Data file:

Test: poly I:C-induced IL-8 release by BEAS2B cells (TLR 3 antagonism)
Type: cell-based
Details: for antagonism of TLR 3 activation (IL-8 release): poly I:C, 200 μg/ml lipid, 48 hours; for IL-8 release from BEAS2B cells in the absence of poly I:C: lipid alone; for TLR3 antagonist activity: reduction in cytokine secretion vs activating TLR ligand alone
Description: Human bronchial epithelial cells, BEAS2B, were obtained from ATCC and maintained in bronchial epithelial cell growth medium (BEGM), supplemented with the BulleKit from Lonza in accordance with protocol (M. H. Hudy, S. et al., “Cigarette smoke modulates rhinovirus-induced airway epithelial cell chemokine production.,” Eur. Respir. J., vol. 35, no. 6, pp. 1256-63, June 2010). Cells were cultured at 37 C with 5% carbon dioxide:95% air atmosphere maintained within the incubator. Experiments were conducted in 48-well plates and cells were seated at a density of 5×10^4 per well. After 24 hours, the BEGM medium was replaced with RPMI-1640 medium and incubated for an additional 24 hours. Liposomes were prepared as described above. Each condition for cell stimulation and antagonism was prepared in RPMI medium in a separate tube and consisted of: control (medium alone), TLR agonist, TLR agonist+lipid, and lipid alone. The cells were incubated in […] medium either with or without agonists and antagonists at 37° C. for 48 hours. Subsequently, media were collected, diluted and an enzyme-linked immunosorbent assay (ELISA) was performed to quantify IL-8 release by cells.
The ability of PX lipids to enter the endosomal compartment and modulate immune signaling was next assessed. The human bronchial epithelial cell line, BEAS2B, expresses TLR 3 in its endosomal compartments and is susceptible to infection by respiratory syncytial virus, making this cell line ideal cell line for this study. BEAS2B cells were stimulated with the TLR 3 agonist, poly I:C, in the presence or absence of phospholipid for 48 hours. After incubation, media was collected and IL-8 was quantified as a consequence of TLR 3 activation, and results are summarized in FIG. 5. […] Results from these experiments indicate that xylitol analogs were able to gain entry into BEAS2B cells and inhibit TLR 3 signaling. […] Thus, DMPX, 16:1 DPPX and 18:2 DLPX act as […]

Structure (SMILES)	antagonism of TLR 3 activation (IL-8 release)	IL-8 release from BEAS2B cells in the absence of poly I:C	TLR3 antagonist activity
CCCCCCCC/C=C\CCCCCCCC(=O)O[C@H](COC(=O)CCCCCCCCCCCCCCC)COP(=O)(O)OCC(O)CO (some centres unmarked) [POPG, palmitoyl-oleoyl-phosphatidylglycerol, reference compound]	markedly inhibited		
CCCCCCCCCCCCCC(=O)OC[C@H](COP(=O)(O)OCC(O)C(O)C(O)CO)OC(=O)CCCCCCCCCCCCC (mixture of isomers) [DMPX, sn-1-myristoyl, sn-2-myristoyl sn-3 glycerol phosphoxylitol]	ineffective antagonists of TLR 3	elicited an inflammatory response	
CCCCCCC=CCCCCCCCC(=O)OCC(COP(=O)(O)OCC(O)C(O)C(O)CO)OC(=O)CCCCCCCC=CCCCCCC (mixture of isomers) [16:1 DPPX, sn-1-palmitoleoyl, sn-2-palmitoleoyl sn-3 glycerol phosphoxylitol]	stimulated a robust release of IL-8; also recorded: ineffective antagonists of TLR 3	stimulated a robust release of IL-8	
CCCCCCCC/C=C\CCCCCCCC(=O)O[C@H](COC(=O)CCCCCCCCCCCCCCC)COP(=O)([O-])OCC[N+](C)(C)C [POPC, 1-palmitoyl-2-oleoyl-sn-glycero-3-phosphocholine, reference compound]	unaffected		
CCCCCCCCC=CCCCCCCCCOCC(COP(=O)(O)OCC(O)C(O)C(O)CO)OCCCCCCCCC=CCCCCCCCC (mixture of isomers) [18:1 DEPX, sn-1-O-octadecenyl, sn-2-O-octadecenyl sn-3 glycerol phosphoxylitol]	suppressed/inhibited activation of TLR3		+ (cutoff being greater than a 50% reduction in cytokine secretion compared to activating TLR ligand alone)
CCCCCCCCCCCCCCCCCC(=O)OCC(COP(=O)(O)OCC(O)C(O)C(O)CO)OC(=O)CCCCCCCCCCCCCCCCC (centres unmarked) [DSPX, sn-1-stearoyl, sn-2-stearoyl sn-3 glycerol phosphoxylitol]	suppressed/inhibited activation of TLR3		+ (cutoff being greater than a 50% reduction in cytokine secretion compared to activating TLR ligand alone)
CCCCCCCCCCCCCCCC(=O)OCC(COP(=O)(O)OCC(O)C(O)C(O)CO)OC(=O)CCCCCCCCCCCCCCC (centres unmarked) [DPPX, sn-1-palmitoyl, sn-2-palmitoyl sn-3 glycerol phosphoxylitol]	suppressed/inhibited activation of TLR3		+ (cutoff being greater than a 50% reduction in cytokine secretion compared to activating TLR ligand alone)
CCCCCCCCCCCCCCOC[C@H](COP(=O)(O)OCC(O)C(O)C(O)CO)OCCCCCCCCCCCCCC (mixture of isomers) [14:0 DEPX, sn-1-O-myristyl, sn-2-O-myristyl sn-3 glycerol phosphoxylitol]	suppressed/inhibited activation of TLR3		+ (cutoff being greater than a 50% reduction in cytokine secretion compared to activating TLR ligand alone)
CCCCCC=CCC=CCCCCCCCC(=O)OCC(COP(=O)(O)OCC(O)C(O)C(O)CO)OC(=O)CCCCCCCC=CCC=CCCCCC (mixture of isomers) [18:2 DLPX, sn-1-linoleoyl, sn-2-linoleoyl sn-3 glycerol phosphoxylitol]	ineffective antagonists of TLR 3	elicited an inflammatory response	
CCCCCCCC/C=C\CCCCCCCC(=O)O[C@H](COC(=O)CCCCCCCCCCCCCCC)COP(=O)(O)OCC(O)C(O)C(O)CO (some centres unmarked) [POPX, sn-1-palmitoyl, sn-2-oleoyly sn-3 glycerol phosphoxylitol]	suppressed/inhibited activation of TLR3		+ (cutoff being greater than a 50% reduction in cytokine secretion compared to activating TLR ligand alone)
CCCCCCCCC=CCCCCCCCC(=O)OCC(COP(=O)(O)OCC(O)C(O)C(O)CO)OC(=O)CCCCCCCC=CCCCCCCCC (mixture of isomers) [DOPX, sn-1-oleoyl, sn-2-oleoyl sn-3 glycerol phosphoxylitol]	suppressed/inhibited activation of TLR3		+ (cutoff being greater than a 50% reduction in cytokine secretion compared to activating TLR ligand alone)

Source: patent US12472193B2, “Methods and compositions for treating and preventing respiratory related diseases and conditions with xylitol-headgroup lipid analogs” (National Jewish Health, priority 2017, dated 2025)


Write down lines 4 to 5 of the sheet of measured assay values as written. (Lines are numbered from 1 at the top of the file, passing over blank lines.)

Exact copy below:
Description: Human bronchial epithelial cells, BEAS2B, were obtained from ATCC and maintained in bronchial epithelial cell growth medium (BEGM), supplemented with the BulleKit from Lonza in accordance with protocol (M. H. Hudy, S. et al., “Cigarette smoke modulates rhinovirus-induced airway epithelial cell chemokine production.,” Eur. Respir. J., vol. 35, no. 6, pp. 1256-63, June 2010). Cells were cultured at 37 C with 5% carbon dioxide:95% air atmosphere maintained within the incubator. Experiments were conducted in 48-well plates and cells were seated at a density of 5×10^4 per well. After 24 hours, the BEGM medium was replaced with RPMI-1640 medium and incubated for an additional 24 hours. Liposomes were prepared as described above. Each condition for cell stimulation and antagonism was prepared in RPMI medium in a separate tube and consisted of: control (medium alone), TLR agonist, TLR agonist+lipid, and lipid alone. The cells were incubated in […] medium either with or without agonists and antagonists at 37° C. for 48 hours. Subsequently, media were collected, diluted and an enzyme-linked immunosorbent assay (ELISA) was performed to quantify IL-8 release by cells.
The ability of PX lipids to enter the endosomal compartment and modulate immune signaling was next assessed. The human bronchial epithelial cell line, BEAS2B, expresses TLR 3 in its endosomal compartments and is susceptible to infection by respiratory syncytial virus, making this cell line ideal cell line for this study. BEAS2B cells were stimulated with the TLR 3 agonist, poly I:C, in the presence or absence of phospholipid for 48 hours. After incubation, media was collected and IL-8 was quantified as a consequence of TLR 3 activation, and results are summarized in FIG. 5. […] Results from these experiments indicate that xylitol analogs were able to gain entry into BEAS2B cells and inhibit TLR 3 signaling. […] Thus, DMPX, 16:1 DPPX and 18:2 DLPX act as […]